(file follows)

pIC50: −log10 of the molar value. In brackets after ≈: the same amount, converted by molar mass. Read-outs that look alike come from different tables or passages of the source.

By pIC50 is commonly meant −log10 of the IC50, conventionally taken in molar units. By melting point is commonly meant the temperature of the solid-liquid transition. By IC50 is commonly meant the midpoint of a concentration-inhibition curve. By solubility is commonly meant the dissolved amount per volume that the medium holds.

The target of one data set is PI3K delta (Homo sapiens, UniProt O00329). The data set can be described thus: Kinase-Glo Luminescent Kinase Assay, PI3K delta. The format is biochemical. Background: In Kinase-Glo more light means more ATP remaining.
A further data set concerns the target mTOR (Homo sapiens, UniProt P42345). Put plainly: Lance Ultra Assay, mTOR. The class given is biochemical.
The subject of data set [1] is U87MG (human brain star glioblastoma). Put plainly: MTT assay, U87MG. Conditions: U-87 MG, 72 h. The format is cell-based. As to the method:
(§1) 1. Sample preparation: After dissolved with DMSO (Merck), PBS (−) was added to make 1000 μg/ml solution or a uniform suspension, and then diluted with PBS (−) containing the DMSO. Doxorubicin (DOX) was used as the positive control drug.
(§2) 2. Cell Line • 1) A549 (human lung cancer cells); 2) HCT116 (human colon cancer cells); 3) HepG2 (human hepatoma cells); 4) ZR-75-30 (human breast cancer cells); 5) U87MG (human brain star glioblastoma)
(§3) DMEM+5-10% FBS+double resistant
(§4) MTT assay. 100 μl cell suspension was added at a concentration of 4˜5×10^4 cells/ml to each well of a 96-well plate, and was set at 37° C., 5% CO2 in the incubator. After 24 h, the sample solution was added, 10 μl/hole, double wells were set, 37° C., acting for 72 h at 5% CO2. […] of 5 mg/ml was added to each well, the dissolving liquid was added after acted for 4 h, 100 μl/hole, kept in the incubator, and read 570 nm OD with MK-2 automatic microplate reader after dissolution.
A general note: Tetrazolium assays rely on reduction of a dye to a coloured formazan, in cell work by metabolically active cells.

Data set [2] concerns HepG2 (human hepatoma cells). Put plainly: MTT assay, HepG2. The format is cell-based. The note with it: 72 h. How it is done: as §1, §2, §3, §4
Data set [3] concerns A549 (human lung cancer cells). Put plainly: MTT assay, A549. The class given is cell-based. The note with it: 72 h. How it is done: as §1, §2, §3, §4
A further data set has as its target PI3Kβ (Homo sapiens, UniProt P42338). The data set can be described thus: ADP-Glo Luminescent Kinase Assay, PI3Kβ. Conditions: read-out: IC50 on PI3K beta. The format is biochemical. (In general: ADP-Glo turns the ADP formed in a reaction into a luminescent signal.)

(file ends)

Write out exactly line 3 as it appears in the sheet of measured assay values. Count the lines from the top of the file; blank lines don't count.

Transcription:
The target of one data set is PI3K delta (Homo sapiens, UniProt O00329). The data set can be described thus: Kinase-Glo Luminescent Kinase Assay, PI3K delta. The format is biochemical. Background: In Kinase-Glo more light means more ATP remaining.